It is now 2 minutes to midnight! The Doomsday Clock, with the time moved forward on Jan. 25, indicates the world’s vulnerability to catastrophe from nuclear weapons, climate change, and new technologies. Here are suggestions for action for those seeking to prevent annihilation.
Two speakers from the International Campaign to Abolish Nuclear Weapons will accent the humanitarian aspects of the threat that nuclear weapons pose and will give the inside story of how ICAN won the Nobel Prize this year.
'Ban the Bomb butterfly effect' // UNplaza Art Fair--beauty in the park // Activists aim to oust US nuclear weapons from Germany // Afghanistan--the forgotten war // Abolish prison slavery--write prisoners // How to keep our children safe from guns // Coalition forms to tackle contamination at Bannister Federal Complex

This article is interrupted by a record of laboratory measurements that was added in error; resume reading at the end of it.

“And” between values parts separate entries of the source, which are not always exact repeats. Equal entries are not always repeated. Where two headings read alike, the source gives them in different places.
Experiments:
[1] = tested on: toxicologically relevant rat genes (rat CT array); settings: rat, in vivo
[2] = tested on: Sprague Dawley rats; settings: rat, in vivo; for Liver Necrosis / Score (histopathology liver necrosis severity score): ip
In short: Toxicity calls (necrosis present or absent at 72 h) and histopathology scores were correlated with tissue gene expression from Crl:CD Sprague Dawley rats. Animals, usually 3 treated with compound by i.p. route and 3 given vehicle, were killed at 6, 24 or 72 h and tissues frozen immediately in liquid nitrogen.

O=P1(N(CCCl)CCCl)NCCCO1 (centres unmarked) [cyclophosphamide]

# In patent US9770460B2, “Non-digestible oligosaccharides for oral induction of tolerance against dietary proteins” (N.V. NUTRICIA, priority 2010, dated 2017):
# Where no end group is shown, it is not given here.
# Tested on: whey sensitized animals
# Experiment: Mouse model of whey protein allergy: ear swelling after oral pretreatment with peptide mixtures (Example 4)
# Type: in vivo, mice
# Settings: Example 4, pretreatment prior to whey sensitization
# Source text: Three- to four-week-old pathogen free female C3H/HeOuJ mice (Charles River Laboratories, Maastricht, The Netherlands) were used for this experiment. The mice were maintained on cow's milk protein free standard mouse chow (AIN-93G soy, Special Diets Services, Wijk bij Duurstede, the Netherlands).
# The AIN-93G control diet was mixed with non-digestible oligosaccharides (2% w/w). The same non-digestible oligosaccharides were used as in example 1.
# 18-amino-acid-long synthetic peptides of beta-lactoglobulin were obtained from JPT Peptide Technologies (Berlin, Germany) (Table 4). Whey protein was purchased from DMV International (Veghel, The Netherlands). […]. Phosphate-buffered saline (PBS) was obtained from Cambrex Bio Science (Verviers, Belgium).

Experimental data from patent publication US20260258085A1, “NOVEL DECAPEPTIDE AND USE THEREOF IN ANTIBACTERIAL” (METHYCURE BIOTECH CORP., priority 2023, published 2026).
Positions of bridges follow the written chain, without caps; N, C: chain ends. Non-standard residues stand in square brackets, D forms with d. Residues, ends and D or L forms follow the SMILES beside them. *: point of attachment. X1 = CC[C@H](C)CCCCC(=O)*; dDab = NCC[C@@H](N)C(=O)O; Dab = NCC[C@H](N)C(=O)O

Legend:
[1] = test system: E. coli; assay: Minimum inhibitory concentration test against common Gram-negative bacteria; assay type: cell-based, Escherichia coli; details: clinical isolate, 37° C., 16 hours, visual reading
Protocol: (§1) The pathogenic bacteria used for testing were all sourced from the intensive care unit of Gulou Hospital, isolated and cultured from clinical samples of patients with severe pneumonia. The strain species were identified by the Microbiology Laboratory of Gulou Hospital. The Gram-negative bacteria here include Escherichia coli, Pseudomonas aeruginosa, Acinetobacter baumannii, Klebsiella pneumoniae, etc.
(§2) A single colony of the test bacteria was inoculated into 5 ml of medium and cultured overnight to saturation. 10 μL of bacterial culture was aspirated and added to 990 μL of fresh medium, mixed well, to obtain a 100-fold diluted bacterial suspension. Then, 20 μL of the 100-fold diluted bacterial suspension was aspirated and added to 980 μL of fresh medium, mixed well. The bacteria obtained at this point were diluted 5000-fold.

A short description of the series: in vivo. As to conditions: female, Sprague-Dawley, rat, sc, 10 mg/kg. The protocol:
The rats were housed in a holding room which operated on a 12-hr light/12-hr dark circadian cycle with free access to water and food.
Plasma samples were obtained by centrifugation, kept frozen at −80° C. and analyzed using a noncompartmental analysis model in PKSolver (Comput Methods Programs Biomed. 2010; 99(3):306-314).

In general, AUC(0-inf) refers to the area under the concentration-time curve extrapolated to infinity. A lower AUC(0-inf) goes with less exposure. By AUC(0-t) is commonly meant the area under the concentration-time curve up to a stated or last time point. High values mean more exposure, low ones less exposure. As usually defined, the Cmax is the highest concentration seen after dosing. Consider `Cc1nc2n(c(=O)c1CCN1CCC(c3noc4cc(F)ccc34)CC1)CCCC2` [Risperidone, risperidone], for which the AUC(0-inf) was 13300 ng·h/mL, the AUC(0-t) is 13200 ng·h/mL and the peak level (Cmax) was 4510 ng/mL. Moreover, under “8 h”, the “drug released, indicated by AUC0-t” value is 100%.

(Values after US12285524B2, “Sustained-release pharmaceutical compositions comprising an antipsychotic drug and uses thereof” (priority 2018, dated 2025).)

Did you feel that flutter a few weeks ago? You might call it the “Ban the Bomb butterfly effect,” more evidence that small actions can have outsized impact. The stir came when this year’s Nobel Peace Prize was awarded to ICAN, the International Campaign to Abolish Nuclear Weapons.
Did you feel that tremor a few weeks ago? It didn’t get nearly the press it deserved; sweeping social movements seldom do—at first. But on July 7, when the United Nations adopted the Treaty on Prohibition of Nuclear Weapons, the pendulum of global public opinion registered a major shift toward the eventual tipping point of a nuclear-weapons-free world.
On Aug. 6, the 72nd anniversary of the bombing of Hiroshima, a Kansas City, MO, ceremony will mourn the deaths in that city in 1945 and in Nagasaki (Aug. 9, 1945) and call for a nuclear-weapon-free world. Participants will take hope from work on a United Nations treaty to prohibit nuclear weapons. Ban them. Outlaw them.